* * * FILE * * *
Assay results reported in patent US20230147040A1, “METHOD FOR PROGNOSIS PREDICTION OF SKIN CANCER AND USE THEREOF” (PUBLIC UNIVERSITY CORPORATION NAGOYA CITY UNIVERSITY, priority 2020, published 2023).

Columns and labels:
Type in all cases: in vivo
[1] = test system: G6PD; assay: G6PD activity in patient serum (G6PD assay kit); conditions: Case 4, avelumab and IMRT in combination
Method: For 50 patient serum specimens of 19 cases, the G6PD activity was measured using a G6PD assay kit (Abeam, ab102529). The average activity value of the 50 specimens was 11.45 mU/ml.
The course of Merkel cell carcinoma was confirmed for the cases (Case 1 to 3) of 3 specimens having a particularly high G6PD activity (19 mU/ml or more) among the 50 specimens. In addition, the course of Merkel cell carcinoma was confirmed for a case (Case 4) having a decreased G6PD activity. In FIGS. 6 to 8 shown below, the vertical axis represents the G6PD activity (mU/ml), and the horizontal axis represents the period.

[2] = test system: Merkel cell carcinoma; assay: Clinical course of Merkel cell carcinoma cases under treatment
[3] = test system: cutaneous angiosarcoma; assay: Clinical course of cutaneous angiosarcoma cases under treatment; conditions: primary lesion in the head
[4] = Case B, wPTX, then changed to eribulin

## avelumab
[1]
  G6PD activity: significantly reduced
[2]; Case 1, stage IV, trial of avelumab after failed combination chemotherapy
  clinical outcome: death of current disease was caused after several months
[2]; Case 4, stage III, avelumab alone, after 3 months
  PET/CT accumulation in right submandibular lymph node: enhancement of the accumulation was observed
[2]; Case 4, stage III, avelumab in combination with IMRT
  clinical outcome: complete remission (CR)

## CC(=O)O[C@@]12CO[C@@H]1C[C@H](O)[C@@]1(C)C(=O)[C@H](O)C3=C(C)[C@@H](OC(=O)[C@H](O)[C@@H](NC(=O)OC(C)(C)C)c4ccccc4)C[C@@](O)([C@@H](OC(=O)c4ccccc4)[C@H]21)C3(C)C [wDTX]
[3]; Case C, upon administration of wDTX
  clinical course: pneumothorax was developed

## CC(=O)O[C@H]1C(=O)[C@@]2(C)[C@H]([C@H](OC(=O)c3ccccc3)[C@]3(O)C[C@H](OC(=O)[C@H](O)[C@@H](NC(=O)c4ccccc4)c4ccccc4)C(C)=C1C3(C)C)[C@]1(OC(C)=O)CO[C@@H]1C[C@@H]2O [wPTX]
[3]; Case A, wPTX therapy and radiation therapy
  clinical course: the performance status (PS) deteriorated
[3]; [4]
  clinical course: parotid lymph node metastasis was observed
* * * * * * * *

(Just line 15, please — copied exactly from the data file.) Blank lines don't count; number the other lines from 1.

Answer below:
[2]; Case 4, stage III, avelumab alone, after 3 months